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Norwich Ophthalmology Group
Age-related macular degeneration (AMD) is a deterioration of the central portion of the retina and choroid, the inside back layer of the eye. The retina’s small central portion, known as the macula, is responsible for focusing central vision in the eye. Macular degeneration leads to a substantial loss in visual acuity and is the leading cause of significant visual acuity loss in people over the age of 50. There are two types of macular degeneration: dry and wet.
The deterioration of the retina is associated with the formation of small yellow deposits, known as drusen, under the macula. In early stages, vision changes may be hard to notice. Over time your central vision worsens. You may notice the need for more light when reading, and difficulty recognizing faces until very close to the person.
Wet AMD occurs when abnormal blood vessels grow from the choroid (the layer of blood vessels between the retina and the outer firm coat of the eye called the sclera) under and into the macular portion of the retina.These new blood vessels may then bleed and leak fluid, causing the macula to bulge or lift up from its normally flat position, thus distorting or destroying central vision. Under these circumstances, vision loss may be rapid and severe.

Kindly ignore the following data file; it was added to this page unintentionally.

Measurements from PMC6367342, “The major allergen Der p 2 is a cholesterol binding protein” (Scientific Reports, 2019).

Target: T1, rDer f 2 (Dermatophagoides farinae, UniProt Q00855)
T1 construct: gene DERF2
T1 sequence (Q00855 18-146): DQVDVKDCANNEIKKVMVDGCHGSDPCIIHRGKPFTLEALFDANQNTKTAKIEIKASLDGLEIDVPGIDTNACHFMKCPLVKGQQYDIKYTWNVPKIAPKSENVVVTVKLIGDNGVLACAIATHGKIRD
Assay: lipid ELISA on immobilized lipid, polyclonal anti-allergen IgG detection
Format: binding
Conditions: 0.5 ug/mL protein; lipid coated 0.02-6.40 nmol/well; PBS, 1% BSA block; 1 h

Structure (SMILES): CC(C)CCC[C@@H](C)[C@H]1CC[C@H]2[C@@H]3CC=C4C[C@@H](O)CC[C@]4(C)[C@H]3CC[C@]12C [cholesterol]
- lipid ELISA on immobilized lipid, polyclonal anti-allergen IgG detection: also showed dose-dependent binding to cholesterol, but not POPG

The early and intermediate stages of AMD usually start without symptoms. Only a comprehensive dilated eye exam can detect AMD. During your exam your doctor will look for drusen and the appearance of pigmentary changes under the retina.
Your doctor also may ask you to look at an Amsler Grid. Changes in your central vision may cause the lines in the grid to disappear or appear wavy, a sign of AMD.
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